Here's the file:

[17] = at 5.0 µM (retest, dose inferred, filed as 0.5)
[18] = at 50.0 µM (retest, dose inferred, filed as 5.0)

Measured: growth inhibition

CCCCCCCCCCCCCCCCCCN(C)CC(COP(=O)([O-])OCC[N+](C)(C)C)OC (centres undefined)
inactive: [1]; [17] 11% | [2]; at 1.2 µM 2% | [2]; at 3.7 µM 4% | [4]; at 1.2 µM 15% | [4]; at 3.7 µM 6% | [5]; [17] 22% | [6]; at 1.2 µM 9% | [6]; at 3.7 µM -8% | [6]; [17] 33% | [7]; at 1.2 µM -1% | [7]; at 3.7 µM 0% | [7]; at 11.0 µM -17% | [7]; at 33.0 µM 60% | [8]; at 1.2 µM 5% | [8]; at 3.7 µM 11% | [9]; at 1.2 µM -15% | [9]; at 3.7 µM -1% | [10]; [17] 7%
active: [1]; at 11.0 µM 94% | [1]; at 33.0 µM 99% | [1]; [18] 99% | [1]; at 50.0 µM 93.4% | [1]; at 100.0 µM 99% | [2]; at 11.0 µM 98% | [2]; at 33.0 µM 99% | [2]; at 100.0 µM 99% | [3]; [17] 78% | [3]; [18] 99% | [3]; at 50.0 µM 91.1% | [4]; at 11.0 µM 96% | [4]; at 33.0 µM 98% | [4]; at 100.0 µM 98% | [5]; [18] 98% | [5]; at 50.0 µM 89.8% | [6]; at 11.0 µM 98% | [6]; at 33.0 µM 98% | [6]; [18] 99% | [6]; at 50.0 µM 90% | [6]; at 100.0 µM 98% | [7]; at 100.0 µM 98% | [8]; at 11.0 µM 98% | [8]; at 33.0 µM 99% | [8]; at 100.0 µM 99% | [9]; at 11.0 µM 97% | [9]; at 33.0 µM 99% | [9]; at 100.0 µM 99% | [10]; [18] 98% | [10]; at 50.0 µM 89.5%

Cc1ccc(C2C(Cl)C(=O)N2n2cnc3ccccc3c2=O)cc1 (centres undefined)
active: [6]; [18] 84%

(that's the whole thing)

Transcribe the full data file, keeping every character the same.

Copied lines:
[17] = at 5.0 µM (retest, dose inferred, filed as 0.5)
[18] = at 50.0 µM (retest, dose inferred, filed as 5.0)

Measured: growth inhibition

CCCCCCCCCCCCCCCCCCN(C)CC(COP(=O)([O-])OCC[N+](C)(C)C)OC (centres undefined)
inactive: [1]; [17] 11% | [2]; at 1.2 µM 2% | [2]; at 3.7 µM 4% | [4]; at 1.2 µM 15% | [4]; at 3.7 µM 6% | [5]; [17] 22% | [6]; at 1.2 µM 9% | [6]; at 3.7 µM -8% | [6]; [17] 33% | [7]; at 1.2 µM -1% | [7]; at 3.7 µM 0% | [7]; at 11.0 µM -17% | [7]; at 33.0 µM 60% | [8]; at 1.2 µM 5% | [8]; at 3.7 µM 11% | [9]; at 1.2 µM -15% | [9]; at 3.7 µM -1% | [10]; [17] 7%
active: [1]; at 11.0 µM 94% | [1]; at 33.0 µM 99% | [1]; [18] 99% | [1]; at 50.0 µM 93.4% | [1]; at 100.0 µM 99% | [2]; at 11.0 µM 98% | [2]; at 33.0 µM 99% | [2]; at 100.0 µM 99% | [3]; [17] 78% | [3]; [18] 99% | [3]; at 50.0 µM 91.1% | [4]; at 11.0 µM 96% | [4]; at 33.0 µM 98% | [4]; at 100.0 µM 98% | [5]; [18] 98% | [5]; at 50.0 µM 89.8% | [6]; at 11.0 µM 98% | [6]; at 33.0 µM 98% | [6]; [18] 99% | [6]; at 50.0 µM 90% | [6]; at 100.0 µM 98% | [7]; at 100.0 µM 98% | [8]; at 11.0 µM 98% | [8]; at 33.0 µM 99% | [8]; at 100.0 µM 99% | [9]; at 11.0 µM 97% | [9]; at 33.0 µM 99% | [9]; at 100.0 µM 99% | [10]; [18] 98% | [10]; at 50.0 µM 89.5%

Cc1ccc(C2C(Cl)C(=O)N2n2cnc3ccccc3c2=O)cc1 (centres undefined)
active: [6]; [18] 84%